Vizio Pulls the Plug on Free TV

Vizio recently unveiled its new P-series models. And they are pretty impressive, featuring 4K UHD and the very cool SmartCast app that essentially builds in all the capabilities of Google Cast. Since they are Vizios, they are very competitively priced. Very nice. The problem is, if you want to be a stickler for details, these devices aren't actually TVs.

Yes, that's right; the Vizio P-series models are extremely cool, but they aren't TVs. The Consumer Technology Association specifically prescribes the technical requirements that must be included in every HDTV. One of those requirements is that the device must have a tuner that receives and decodes over-the-air ATSC terrestrial digital broadcasts. You know—the signals you can receive for free if you bother to connect an antenna. The problem is that the P-series devices don't have tuners. Therefore they are not TVs; they are displays. Even Vizio agrees; they clearly try to avoid the term on their website, preferring to use the term "display" instead.

The question is, what are the ramifications when you omit a tuner? Certainly, the great majority of viewers don't view terrestrial broadcasts. But so-called cord-cutters still account for millions of consumers. In fact, the number of cord-cutters is growing. Cable and satellite companies are suffering a net decline in subscribers. eMarketer says that in 2015, 4.9 million households once paid for TV, but no longer do, a 10.9% increase over 2014; they expect an increase of 12.5% in 2016.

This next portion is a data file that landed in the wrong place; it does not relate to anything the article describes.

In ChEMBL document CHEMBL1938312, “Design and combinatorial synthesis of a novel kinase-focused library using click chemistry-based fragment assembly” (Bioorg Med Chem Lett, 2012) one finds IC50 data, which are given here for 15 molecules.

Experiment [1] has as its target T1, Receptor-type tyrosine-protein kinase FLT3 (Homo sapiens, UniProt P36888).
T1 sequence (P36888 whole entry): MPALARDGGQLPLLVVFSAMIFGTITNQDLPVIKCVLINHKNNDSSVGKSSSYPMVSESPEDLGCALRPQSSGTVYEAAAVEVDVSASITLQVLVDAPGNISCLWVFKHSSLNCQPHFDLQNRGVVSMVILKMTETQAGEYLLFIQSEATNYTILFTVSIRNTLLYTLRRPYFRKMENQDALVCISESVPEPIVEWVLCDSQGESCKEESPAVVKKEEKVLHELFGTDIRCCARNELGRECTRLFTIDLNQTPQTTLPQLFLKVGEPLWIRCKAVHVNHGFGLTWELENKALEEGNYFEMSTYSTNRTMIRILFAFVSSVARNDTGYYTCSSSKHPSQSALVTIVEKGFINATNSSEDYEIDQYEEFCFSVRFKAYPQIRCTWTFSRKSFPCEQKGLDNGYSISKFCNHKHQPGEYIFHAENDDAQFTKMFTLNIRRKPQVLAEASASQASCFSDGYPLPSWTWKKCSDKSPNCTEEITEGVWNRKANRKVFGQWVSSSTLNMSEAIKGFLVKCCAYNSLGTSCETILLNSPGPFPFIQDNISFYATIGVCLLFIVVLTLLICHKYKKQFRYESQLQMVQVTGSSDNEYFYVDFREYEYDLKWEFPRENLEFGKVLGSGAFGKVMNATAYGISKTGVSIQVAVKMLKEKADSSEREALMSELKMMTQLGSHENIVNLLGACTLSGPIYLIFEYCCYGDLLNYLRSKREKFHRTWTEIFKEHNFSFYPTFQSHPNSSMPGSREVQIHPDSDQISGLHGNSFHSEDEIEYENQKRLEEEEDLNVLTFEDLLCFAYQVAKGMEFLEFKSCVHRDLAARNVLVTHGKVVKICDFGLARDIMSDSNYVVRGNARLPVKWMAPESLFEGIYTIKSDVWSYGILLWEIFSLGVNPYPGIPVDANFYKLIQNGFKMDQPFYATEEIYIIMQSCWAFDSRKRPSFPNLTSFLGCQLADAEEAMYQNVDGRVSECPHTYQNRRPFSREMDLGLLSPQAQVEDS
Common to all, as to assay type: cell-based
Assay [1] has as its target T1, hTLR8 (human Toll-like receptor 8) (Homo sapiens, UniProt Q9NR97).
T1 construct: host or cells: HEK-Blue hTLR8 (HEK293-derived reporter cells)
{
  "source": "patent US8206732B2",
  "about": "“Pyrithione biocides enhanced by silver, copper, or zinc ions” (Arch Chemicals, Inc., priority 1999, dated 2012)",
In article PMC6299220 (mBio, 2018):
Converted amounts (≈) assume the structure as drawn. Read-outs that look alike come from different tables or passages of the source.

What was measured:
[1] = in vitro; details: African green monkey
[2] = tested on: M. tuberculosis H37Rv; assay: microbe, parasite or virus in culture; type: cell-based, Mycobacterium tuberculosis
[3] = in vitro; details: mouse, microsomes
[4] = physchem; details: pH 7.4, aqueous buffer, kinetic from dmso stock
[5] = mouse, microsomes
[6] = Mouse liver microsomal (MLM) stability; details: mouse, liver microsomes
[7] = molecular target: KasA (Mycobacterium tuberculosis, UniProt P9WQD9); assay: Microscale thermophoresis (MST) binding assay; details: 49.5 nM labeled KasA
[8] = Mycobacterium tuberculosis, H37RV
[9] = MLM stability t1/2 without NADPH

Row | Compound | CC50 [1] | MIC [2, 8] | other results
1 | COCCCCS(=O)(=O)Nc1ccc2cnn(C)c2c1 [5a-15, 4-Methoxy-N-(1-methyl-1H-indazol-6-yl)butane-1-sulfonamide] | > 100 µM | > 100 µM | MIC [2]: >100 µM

Not all of those households are only watching over-the-air (OTA); some are only streaming, and some are doing both. In any case, about 20% of U.S. households get TV from OTA; that is about 20 million households, or 60 million people. The OTAs are mainly younger, lower-income, and minority. In fact, about 40% of OTA households are minorities.

Is the P-series an outlier for Vizio? Apparently not. It appears that most of their new SmartCast 4K UHD displays will omit a tuner. In particular, the P-series, M-series and most E-series SmartCast sets will be tuner-free. Only the D-series sets will have tuners.

Remember when the U.S. switched from analog NTSC to digital ATSC? Before most NTSC transmitters went dark in 2009, the federal government issued vouchers for people to buy external ATSC tuners. It looks like Vizio thinks that's still a good option. If you want to watch over-the-air broadcasts on a new Vizio, pony up for an external tuner, or some other device that contains a tuner, like a TiVo Roamio, or Tablo.

Clearly, omitting a tuner saves manufacturing cost. How much could a tuner cost? A couple of bucks? In the big-league world of mass produced consumer products and highly competitive pricing, every penny counts, and I guess Vizio decided that lowering its price point, and thus presumably increasing its sales, would offset any ill-will and confusion when people got their TVs home and their rabbit ears didn't work.

When you see a new Vizio P-series, you can call it a brilliant piece of engineering, or a pile or junk. But whatever you do, don't call it a TV.

hk2000's picture